Consider the following code for a statement object:

Listing 16. Statement object
String str = ("insert into t1 values (100)");
s.executeUpdate(str);

One network trip is made to the server here.

Listing 17. For preparedStatement Object
java.sql.PreparedStatement ps = con.prepareStatement ("insert into t1 values (?)");
for(int j=0;j<100;j++)
{  ps.setInt(1, j);
ps.addBatch();}
ps.executeBatch();

This shows that in one network trip the PreparedStatement has inserted 100 values into the table, while the statement object has inserted just one.

CallableStatement object

Callable statements are used to access stored procedures: CallableStatement CStmt= Connection.prepareCall("{call storedProc1(?, ?, ?)}");. Use the braces wisely. The braces can be used in stored procedures with any database, but if they are not needed, that is if you are sure of the requirements of the DBMS that you are using and you need not use the escape type syntax, then avoid using these braces since they consume extra resources.

ResultSet

ResultSet is used to hold data returned by the SQL query. Using smarter result sets, you can get only the data you want. Processing a complete result set throughout its length and breadth is not useful when you have performance in mind. So to have smarter result sets, you need smarter statement objects.

The following example gives you the flexibility to scroll through the result set and dynamically access the record you need, as opposed to the default behavior where you can only move forward through the result set and once it is exhausted you cannot read from it any further.

Listing 18. ResultSet example
Statement st = conn.createStatement(
ResultSet.TYPE_SCROLL_SENSITIVE,
ResultSet.CONCUR_READ_ONLY);

Here are some easy ways to dynamically move the cursor around the ResultSet. (The best way to improve performance is to structure your query with the correct WHERE clauses, so that you are only retrieving the data that you need. Dynamically positioned cursors will lead to different values being fetched when the ORDER BY clause is used in the query, as the row orders tend to change.)

Listing 19. ResultSet with 30 rows fetched, to directly go to the 25th row and make updates
rs.absolute(25); // cursor is moved to the 25th row
rs.updateString("Col1", "BANANA"); // updates the  25th   column                    
rs.updateRow(); // updates the row
Listing 20. ResultSet with 30 rows fetched, To fetch the 25th to 28th row
rs.absolute(25);
rs.relative(3); // cursor will move 3 rows ahead
Listing 21. ResultSet with 30 rows fetched, To fetch the 22nd to the 25th row
rs.absolute(25);
rs.relative(-3);  // cursor will move 3 rows back
Listing 22. ResultSet with 30 rows fetched, To fetch the last 5 rows, in case you don’t know how many rows are returned
int i =-1;
while (rs.absolute(i++)){..};
// the last row is represented as -1,  the 2nd last as -2 and so on.

Handling data efficiently

IBM Data Server Driver for JDBC and SQLJ provides quick options to send data to the DB2 server, as discussed in the subsequent sections.

Streaming using streamBufferSize for LOB and XML data

XML data used in the real world can be huge and can require large chunks of memory to save it before sending it to the database. This incurs high memory costs and affects performance. You can use progressive streaming by setting the stream buffer size to specify the size in bytes that the DB2 JDBC driver will buffer for chunking LOB or XML data.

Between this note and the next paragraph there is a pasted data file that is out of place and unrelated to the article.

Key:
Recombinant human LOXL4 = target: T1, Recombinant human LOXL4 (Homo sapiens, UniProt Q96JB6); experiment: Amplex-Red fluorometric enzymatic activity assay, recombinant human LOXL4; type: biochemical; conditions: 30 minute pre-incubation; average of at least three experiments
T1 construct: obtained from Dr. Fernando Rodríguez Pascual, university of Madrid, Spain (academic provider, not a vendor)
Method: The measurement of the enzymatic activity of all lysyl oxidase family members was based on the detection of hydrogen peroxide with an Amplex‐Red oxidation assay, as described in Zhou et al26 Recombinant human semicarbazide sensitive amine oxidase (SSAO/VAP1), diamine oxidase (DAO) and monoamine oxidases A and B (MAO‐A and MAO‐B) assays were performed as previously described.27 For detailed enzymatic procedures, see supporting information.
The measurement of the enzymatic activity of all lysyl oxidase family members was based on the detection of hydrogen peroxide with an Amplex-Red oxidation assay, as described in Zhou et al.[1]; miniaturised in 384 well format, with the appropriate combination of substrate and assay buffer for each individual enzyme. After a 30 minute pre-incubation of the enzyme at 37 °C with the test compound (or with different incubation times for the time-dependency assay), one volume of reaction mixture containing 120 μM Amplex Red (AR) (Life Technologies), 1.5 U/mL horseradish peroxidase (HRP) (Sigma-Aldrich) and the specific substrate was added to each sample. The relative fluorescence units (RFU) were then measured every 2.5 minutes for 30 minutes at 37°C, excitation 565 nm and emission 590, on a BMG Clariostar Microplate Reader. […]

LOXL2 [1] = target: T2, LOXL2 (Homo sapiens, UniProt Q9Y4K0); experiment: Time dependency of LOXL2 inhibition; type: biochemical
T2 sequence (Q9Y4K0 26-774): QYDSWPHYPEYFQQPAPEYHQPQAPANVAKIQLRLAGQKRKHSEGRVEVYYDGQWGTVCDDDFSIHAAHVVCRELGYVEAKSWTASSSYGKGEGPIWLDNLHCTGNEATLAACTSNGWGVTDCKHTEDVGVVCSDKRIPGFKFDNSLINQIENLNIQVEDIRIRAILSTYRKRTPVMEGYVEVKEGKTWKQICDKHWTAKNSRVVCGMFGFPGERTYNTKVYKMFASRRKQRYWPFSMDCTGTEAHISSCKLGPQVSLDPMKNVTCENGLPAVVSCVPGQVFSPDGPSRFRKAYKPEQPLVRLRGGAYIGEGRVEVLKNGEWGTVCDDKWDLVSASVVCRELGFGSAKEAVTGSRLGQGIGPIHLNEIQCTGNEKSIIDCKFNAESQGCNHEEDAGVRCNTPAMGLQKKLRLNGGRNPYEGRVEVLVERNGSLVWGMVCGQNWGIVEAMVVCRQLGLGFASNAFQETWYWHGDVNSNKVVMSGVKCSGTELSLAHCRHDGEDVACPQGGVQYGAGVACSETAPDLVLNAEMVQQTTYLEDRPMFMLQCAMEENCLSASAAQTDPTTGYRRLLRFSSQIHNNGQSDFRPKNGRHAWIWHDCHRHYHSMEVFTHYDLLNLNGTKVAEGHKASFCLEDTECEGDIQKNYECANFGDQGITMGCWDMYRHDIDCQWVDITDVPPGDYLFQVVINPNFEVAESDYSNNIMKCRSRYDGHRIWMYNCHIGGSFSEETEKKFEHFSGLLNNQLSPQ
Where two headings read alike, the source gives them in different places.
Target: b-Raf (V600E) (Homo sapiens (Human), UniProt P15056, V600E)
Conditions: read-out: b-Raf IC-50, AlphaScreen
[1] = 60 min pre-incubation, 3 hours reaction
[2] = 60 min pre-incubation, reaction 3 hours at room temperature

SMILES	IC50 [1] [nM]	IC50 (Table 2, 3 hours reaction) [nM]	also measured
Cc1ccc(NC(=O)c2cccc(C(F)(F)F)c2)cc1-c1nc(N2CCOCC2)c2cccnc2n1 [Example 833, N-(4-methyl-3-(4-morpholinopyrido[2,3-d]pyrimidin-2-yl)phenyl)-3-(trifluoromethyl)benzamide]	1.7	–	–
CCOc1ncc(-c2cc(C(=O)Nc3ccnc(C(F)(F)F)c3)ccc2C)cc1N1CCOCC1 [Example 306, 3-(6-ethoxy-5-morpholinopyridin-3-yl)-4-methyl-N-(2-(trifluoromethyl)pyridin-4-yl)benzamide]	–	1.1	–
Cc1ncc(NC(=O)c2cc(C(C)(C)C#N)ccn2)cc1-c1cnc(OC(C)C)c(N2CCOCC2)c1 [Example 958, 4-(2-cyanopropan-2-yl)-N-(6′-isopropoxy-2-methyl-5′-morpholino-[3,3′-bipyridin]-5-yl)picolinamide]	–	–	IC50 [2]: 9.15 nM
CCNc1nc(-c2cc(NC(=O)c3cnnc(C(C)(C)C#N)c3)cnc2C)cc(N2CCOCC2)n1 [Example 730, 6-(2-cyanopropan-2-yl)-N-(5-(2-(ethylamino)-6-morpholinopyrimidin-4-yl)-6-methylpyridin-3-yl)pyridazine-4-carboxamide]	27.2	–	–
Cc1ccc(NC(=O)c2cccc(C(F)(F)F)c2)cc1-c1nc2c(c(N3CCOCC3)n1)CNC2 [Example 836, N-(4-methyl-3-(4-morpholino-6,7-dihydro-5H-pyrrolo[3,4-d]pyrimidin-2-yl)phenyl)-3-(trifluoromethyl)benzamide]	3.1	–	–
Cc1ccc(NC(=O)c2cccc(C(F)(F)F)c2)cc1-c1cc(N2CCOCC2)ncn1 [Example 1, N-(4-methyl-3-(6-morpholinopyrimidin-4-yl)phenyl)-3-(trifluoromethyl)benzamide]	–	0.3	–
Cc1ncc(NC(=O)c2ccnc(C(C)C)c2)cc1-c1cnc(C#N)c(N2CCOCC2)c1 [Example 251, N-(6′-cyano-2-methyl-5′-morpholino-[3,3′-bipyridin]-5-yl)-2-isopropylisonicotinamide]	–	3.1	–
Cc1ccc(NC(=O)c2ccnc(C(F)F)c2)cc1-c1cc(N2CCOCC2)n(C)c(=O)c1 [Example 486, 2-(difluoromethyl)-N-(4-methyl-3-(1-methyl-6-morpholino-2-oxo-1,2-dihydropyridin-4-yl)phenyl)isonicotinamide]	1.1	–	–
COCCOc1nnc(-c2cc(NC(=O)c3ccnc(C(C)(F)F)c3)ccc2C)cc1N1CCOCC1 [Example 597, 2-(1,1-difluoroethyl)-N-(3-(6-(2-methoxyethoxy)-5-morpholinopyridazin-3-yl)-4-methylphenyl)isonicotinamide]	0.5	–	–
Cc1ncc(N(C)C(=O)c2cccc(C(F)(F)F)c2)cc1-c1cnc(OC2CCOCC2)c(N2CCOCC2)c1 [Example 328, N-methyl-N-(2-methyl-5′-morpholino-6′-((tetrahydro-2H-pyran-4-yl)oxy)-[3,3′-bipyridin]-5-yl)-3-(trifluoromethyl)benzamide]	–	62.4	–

The JDBC driver uses the streamBufferSize value regardless of the progressive streaming. It can be set as shown in Listing 23:

Listing 23. Example that shows setting streamBufferSize value
((com.ibm.db2.jcc.DB2BaseDataSource) ds).setStreamBufferSize(10000000);
//the buffer is set to  10000000 bytes.

So if the data being sent is larger than 10000000, then data is not materialized but streamed. If data size is less than 10000000, then it gets materialized before being sent back to the client.

Using deferedPrepares and sendDataAsIs

deferPrepares delays the prepare request until execution time. This saves network trips as the prepare and execute both occur on a single trip.

sendDataAsIs, when set to false, guesses the data types. This is disabled by default. For best performance results, set deferPrepares to true and sendDataAsIs to true.

To check the number of network trips and other system monitoring data, the DB2 JDBC driver provides a class com.ibm.db2.jcc.DB2SystemMonitor as shown in Listing 24:

Listing 24. ExampleTo check the number of network trips and system monitoring data
((com.ibm.db2.jcc.DB2BaseDataSource) ds).setDeferPrepares ((true));
//prepare operation would be deferred
((com.ibm.db2.jcc.DB2BaseDataSource) ds).sendDataAsIs=true;
....
...
//to monitor the performance after this is set this could be tried
DB2SystemMonitor systemMonitor =((DB2Connection)conn).getDB2SystemMonitor();
// this returns the system monitor object
systemMonitor.enable(true);
systemMonitor.start(DB2SystemMonitor.RESET_TIMES);
java.sql.PreparedStatement ps = conn.prepareStatement ("insert into t1 values (?)");
.........   //iterating through loop for 100 values
{ 
ps.setInt(1, j);
ps.addBatch();
}
ps.executeBatch();
systemMonitor.stop();
System.out.println("NUMBER of the NETWORK_TRIPS ="
+ systemMonitor.moreData(NUMBER_NETWORK_TRIPS));

Conclusion

There are many methods that you can use to assist in tuning DB2 for optimal performance when writing JDBC and SQLJ applications. This article described some easy-to-implement programming methods you can use to enhance the performance of the JDBC driver. Follow the simple techniques we've described to get a good head-start on building smarter, more robust, high performing database applications.

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ArticleTitle=Boost JDBC application performance using the IBM Data Server Driver for JDBC and SQLJ
publish-date=11012012